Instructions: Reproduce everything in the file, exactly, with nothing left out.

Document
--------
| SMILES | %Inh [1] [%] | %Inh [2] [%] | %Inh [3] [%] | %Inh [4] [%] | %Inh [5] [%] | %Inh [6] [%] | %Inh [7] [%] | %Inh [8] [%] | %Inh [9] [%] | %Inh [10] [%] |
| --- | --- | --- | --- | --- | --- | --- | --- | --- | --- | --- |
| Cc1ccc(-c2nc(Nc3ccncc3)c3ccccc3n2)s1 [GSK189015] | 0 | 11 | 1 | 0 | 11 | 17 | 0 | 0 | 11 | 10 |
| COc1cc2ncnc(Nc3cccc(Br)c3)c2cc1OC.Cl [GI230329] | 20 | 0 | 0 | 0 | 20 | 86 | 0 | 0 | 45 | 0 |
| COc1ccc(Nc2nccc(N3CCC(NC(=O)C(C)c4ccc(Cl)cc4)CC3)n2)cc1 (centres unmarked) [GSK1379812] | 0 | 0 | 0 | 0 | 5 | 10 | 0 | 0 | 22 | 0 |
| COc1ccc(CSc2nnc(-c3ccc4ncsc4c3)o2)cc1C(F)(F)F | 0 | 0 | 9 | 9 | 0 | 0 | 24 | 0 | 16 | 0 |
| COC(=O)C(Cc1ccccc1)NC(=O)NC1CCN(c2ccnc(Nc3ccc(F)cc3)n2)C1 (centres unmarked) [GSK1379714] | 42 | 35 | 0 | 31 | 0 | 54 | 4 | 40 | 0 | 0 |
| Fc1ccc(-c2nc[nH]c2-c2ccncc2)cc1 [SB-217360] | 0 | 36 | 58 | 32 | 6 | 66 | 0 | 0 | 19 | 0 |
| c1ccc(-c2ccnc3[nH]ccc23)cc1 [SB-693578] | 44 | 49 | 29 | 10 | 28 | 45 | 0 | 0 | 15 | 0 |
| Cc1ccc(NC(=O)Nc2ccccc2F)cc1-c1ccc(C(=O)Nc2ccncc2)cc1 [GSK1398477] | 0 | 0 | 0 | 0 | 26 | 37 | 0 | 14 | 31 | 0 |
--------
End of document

| SMILES | %Inh [1] [%] | %Inh [2] [%] | %Inh [3] [%] | %Inh [4] [%] | %Inh [5] [%] | %Inh [6] [%] | %Inh [7] [%] | %Inh [8] [%] | %Inh [9] [%] | %Inh [10] [%] |
| --- | --- | --- | --- | --- | --- | --- | --- | --- | --- | --- |
| Cc1ccc(-c2nc(Nc3ccncc3)c3ccccc3n2)s1 [GSK189015] | 0 | 11 | 1 | 0 | 11 | 17 | 0 | 0 | 11 | 10 |
| COc1cc2ncnc(Nc3cccc(Br)c3)c2cc1OC.Cl [GI230329] | 20 | 0 | 0 | 0 | 20 | 86 | 0 | 0 | 45 | 0 |
| COc1ccc(Nc2nccc(N3CCC(NC(=O)C(C)c4ccc(Cl)cc4)CC3)n2)cc1 (centres unmarked) [GSK1379812] | 0 | 0 | 0 | 0 | 5 | 10 | 0 | 0 | 22 | 0 |
| COc1ccc(CSc2nnc(-c3ccc4ncsc4c3)o2)cc1C(F)(F)F | 0 | 0 | 9 | 9 | 0 | 0 | 24 | 0 | 16 | 0 |
| COC(=O)C(Cc1ccccc1)NC(=O)NC1CCN(c2ccnc(Nc3ccc(F)cc3)n2)C1 (centres unmarked) [GSK1379714] | 42 | 35 | 0 | 31 | 0 | 54 | 4 | 40 | 0 | 0 |
| Fc1ccc(-c2nc[nH]c2-c2ccncc2)cc1 [SB-217360] | 0 | 36 | 58 | 32 | 6 | 66 | 0 | 0 | 19 | 0 |
| c1ccc(-c2ccnc3[nH]ccc23)cc1 [SB-693578] | 44 | 49 | 29 | 10 | 28 | 45 | 0 | 0 | 15 | 0 |
| Cc1ccc(NC(=O)Nc2ccccc2F)cc1-c1ccc(C(=O)Nc2ccncc2)cc1 [GSK1398477] | 0 | 0 | 0 | 0 | 26 | 37 | 0 | 14 | 31 | 0 |